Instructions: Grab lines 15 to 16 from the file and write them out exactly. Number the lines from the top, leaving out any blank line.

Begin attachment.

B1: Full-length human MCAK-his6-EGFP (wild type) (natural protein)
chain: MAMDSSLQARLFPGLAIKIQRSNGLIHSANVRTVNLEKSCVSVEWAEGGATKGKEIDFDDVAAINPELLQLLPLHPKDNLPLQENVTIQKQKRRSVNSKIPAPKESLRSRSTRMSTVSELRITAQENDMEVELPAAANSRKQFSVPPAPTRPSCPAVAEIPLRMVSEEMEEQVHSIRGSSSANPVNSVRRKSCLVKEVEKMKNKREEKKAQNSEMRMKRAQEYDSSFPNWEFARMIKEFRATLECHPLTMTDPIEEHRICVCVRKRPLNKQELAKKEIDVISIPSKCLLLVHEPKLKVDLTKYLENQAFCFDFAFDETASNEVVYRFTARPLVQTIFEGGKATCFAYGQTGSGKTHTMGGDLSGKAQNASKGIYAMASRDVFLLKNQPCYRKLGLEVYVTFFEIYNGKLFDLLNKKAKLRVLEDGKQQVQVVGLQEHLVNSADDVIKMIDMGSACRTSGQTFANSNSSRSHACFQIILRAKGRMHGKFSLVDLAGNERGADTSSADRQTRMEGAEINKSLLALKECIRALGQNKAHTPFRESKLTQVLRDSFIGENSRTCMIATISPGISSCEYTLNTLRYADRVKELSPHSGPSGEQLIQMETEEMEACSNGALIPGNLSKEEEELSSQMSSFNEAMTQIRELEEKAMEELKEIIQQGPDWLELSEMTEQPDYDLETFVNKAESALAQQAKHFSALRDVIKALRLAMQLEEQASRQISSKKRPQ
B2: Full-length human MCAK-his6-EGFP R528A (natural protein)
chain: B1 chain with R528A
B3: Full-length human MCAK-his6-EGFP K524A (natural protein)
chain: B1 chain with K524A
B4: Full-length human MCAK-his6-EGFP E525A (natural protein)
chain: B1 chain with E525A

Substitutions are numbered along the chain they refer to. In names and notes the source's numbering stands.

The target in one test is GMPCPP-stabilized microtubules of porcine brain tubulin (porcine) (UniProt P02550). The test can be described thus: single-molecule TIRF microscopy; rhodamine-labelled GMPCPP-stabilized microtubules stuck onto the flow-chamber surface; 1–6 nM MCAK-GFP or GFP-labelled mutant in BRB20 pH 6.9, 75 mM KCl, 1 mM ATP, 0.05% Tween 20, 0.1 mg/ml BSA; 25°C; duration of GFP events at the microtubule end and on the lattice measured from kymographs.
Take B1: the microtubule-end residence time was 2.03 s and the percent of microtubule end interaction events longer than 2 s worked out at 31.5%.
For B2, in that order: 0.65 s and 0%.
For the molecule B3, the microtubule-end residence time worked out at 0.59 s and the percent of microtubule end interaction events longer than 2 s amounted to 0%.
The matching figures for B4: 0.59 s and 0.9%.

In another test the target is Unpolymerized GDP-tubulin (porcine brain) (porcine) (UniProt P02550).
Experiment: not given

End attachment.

In another test the target is Unpolymerized GDP-tubulin (porcine brain) (porcine) (UniProt P02550).
Experiment: not given